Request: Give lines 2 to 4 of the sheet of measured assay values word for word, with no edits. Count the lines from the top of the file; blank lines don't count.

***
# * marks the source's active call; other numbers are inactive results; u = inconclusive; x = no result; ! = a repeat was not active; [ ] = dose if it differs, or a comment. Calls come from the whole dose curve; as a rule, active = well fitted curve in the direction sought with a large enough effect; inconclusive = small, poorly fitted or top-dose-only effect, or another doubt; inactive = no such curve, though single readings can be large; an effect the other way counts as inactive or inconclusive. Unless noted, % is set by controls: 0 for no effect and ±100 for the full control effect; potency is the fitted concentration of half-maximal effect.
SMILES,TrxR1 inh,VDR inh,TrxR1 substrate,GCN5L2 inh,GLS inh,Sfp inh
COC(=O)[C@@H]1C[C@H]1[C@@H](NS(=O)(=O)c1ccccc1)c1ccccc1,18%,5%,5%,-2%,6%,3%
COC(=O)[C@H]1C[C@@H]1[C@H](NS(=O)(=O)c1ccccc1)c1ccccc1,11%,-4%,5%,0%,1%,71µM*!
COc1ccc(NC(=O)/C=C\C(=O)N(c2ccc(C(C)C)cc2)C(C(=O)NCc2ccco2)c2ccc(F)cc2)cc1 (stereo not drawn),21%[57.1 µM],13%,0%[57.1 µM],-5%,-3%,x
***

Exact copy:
SMILES,TrxR1 inh,VDR inh,TrxR1 substrate,GCN5L2 inh,GLS inh,Sfp inh
COC(=O)[C@@H]1C[C@H]1[C@@H](NS(=O)(=O)c1ccccc1)c1ccccc1,18%,5%,5%,-2%,6%,3%
COC(=O)[C@H]1C[C@@H]1[C@H](NS(=O)(=O)c1ccccc1)c1ccccc1,11%,-4%,5%,0%,1%,71µM*!